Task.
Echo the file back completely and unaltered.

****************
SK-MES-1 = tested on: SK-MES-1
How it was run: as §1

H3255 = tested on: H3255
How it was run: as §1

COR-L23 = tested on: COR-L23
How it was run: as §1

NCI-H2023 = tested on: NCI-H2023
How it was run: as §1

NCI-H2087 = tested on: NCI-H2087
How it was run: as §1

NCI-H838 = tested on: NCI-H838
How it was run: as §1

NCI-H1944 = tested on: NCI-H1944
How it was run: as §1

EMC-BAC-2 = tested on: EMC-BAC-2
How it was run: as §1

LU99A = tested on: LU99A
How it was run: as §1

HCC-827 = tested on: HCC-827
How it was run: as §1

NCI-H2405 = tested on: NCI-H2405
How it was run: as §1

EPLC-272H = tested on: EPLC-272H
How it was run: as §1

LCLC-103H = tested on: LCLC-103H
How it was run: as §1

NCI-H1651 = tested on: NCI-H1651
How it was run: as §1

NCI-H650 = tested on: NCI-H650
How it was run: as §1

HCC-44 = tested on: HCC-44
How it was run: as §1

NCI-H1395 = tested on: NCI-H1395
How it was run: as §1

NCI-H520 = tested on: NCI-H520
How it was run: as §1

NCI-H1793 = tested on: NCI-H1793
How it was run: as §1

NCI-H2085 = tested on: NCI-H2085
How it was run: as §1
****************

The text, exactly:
SK-MES-1 = tested on: SK-MES-1
How it was run: as §1

H3255 = tested on: H3255
How it was run: as §1

COR-L23 = tested on: COR-L23
How it was run: as §1

NCI-H2023 = tested on: NCI-H2023
How it was run: as §1

NCI-H2087 = tested on: NCI-H2087
How it was run: as §1

NCI-H838 = tested on: NCI-H838
How it was run: as §1

NCI-H1944 = tested on: NCI-H1944
How it was run: as §1

EMC-BAC-2 = tested on: EMC-BAC-2
How it was run: as §1

LU99A = tested on: LU99A
How it was run: as §1

HCC-827 = tested on: HCC-827
How it was run: as §1

NCI-H2405 = tested on: NCI-H2405
How it was run: as §1

EPLC-272H = tested on: EPLC-272H
How it was run: as §1

LCLC-103H = tested on: LCLC-103H
How it was run: as §1

NCI-H1651 = tested on: NCI-H1651
How it was run: as §1

NCI-H650 = tested on: NCI-H650
How it was run: as §1

HCC-44 = tested on: HCC-44
How it was run: as §1

NCI-H1395 = tested on: NCI-H1395
How it was run: as §1

NCI-H520 = tested on: NCI-H520
How it was run: as §1

NCI-H1793 = tested on: NCI-H1793
How it was run: as §1

NCI-H2085 = tested on: NCI-H2085
How it was run: as §1